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Yale World Fellows, 2013

An Interview with Yale World Fellow, Enrique Betancourt

Bridging the Gap: An Interview with Enrique Betancourt

Conducted by JR Reed

Born in Mexico, Enrique Betancourt is a trained architect and urban planner, who most recently served as the Executive Director at the National Center for Crime Prevention and Citizen Participation in Mexico. During his professional career, Betancourt has taken a variety of roles in architecture, social policy, urban planning, and crime prevention strategy. He served as the Deputy General Director of Social Policy under Mexico’s President Felipe Calderon, and he also co-founded CONTEXTUAL, an agency that designs policy toolkits and mechanisms to combat urban problems. Betancourt studied architecture at the University of the Americas in Puebla, Mexico and received a Masters in architecture and urban design from Harvard University.

During his tenure in government, Enrique Betancourt, along with a team of policy designers in the Ministry of Urban Development, met with major city players in Ciudad Juarez to identify opportunities to strengthen social cohesion. As of August 2009, Juarez, one of the fastest growing cities in the world located at the border between Mexico and the United States, held the highest reported murder rate in the world. In 2012, however, there was a 57% reduction in the murder rate.

The Politic: To start off, could you talk a little bit about your background and when and how you started to dive into social policy and urban development?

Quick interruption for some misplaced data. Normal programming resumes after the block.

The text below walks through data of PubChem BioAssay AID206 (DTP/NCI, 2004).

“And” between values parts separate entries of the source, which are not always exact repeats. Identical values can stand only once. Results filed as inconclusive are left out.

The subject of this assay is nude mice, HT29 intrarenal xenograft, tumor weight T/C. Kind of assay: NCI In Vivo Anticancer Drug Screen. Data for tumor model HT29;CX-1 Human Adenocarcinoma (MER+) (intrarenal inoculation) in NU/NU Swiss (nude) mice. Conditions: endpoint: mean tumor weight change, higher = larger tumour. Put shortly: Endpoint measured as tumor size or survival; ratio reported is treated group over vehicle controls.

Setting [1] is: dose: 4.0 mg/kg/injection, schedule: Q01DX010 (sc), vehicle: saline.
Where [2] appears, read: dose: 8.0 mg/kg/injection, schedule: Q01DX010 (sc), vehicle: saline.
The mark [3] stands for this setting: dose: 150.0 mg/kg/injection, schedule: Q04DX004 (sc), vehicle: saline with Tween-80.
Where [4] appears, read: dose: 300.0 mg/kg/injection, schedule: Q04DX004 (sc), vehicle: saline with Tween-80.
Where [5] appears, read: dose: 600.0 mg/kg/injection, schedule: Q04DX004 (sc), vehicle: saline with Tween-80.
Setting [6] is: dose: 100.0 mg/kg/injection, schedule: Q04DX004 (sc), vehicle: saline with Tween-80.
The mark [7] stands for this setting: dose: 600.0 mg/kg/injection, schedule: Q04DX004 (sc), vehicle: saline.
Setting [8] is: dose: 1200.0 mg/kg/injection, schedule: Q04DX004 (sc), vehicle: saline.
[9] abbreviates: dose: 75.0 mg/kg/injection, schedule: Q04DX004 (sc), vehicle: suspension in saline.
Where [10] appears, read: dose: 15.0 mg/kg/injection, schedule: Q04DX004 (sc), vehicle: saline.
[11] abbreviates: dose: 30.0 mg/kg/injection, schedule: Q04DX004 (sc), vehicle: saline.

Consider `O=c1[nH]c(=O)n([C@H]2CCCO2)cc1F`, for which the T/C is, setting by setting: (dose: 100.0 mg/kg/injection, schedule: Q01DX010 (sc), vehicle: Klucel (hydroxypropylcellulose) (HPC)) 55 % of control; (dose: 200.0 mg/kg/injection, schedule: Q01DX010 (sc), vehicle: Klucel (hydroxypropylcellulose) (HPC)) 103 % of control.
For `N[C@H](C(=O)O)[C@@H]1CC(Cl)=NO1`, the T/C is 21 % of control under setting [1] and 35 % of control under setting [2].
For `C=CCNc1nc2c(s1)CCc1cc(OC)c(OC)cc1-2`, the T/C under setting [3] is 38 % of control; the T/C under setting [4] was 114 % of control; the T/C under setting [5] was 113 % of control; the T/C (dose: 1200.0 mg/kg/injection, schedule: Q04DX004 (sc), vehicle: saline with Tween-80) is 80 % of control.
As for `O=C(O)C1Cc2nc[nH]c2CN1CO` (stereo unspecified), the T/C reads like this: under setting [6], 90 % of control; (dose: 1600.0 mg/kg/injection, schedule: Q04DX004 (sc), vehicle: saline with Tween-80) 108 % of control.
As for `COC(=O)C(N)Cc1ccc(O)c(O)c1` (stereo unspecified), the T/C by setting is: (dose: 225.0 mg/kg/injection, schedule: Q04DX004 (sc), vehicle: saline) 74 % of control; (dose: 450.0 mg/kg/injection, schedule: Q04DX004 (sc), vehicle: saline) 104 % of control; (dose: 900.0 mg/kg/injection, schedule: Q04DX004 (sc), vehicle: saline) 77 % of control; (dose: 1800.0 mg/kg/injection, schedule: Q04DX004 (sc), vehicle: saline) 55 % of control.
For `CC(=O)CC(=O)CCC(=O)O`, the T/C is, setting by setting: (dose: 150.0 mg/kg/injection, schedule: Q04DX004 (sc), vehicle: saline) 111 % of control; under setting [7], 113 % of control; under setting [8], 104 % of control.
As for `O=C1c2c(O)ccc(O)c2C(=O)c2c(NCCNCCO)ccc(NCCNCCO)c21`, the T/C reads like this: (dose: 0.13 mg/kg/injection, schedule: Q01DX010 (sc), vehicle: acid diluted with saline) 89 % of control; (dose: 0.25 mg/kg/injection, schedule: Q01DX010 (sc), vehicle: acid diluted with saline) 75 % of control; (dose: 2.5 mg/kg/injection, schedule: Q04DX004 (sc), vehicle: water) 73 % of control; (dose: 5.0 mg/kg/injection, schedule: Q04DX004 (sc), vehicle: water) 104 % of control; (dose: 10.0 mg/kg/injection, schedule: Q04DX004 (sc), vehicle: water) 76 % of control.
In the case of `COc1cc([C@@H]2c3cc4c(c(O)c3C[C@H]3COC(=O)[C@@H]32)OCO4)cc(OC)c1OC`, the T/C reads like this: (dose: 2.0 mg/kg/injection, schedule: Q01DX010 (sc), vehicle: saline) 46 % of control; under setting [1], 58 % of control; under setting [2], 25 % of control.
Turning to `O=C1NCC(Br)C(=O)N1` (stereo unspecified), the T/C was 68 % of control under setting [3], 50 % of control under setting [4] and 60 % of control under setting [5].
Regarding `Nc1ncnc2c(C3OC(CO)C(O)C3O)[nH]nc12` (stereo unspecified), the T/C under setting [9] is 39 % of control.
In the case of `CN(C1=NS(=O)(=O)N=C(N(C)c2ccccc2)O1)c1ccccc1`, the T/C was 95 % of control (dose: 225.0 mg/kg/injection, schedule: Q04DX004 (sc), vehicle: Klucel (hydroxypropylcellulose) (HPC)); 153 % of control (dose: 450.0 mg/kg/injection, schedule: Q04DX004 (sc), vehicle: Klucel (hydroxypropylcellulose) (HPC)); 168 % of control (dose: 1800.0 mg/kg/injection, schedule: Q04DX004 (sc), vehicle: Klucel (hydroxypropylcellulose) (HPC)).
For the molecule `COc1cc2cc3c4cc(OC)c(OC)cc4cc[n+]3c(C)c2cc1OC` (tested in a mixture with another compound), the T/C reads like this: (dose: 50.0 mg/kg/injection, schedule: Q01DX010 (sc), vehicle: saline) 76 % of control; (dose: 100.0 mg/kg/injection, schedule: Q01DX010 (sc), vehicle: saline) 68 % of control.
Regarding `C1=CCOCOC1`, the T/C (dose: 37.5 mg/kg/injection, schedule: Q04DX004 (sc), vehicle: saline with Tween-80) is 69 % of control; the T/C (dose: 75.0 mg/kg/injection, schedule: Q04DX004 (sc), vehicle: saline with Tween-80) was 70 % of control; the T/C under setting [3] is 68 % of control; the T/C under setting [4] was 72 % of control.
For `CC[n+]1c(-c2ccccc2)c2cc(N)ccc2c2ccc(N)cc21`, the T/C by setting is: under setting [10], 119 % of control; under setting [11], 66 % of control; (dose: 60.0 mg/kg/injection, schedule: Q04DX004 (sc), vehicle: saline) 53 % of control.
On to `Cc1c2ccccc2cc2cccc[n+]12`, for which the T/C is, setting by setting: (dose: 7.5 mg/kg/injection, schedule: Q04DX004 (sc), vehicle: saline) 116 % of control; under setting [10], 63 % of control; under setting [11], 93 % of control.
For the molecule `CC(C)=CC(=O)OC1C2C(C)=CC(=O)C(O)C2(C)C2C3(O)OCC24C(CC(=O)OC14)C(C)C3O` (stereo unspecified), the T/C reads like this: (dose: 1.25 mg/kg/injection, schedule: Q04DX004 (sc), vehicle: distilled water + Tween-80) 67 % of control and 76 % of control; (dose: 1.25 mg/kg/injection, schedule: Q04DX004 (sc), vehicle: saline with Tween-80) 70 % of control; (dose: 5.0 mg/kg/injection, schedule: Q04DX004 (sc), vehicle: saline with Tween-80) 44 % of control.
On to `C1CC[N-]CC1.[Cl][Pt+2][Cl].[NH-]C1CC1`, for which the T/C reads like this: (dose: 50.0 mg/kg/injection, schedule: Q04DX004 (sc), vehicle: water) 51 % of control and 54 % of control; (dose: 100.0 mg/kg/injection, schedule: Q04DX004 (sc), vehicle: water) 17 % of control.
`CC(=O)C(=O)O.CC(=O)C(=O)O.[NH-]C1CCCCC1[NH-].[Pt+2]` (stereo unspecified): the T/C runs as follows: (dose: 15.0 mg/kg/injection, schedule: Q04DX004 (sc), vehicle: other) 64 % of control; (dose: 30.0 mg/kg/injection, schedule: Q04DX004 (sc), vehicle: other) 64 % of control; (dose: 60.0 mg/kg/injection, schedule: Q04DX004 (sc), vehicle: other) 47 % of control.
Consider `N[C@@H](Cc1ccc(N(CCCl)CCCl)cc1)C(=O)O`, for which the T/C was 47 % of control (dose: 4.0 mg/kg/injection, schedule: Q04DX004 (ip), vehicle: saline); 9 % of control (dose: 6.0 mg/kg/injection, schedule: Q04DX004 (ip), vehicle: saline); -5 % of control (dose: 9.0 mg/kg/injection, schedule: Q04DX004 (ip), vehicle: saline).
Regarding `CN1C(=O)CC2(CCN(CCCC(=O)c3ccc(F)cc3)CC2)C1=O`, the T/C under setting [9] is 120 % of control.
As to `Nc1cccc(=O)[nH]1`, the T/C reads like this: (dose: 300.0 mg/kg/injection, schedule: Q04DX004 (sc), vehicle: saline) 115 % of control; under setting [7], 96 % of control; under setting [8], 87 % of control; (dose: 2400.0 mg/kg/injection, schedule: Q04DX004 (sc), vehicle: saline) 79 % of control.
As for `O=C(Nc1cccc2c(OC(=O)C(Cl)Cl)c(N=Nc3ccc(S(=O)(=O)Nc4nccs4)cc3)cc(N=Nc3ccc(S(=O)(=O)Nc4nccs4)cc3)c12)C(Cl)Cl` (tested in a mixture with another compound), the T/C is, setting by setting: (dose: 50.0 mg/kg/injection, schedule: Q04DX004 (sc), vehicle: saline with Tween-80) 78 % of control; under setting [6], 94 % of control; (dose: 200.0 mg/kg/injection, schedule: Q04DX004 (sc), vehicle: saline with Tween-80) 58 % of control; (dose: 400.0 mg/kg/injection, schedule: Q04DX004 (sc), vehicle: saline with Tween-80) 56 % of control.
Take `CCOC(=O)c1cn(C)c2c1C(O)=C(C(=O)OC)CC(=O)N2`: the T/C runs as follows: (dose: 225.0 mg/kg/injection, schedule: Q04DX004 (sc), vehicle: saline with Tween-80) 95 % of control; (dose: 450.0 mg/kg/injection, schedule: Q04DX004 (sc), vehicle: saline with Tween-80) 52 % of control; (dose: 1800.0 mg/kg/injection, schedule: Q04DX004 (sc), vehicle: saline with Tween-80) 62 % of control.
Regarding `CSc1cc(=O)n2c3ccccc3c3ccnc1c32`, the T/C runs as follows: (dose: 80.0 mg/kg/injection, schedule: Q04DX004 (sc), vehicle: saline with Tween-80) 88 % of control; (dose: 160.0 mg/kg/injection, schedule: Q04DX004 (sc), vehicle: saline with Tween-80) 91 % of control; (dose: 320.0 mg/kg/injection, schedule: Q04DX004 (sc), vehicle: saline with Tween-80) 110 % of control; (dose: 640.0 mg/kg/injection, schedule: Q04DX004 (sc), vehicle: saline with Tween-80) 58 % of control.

I am an architect originally, and I started doing architecture design for a while. Then I decided to move a bit from that perspective and started to become more engaged in the urban scale. So eventually I applied for a Master’s Degree in Urban Design and did that at Harvard from 2004-2006. In the process of doing urban design, I also became much more interested in social policy and urban policy. After staying in Boston for one more year working in a planning firm, I received an invitation to join the Mexican Federal Government under the Ministry of Urban Development.

So I came back to Mexico, where I am originally from, and worked on urban policy for three years – basically strategic urban projects, housing policy, and mechanisms to strengthen local planning capacities. After a while, the security and the safety issue in Mexico started changing dramatically, and President Calderon asked the different government ministers to put together a team that could go to Ciudad Juarez and start thinking of different ways to address violence, not only from the enforcement perspective but also from a preventive perspective. So I became a part of a team of ten people that would go to Ciudad Juarez every week and work with different stakeholders in the city to identify opportunities to strengthen social cohesion, work with the Caucus on Violence to identify where violence was being mostly concentrated, and also identify the best practices around the world to implement there.

The Politic: And what were your contributions to that team?

I think my perspective was very urban. The place-based part of my proposal became the base on which the different agents started collaborating to deliver comprehensive approaches and strategies. The President’s Office started asking me how to do this in other cities in Mexico. We designed a strategy to do that, and eventually I joined the President’s Office, working there for a year and further developing this idea. Afterwards, I was appointed as the Executive Director for the National Center for Crime Prevention. There, I designed place-based policy across the country that would focus on implementation of interventions targeting socially vulnerable communities.

The Politic: When you reference these interventions, what exactly do you mean? What do these interventions look like on an urban scale?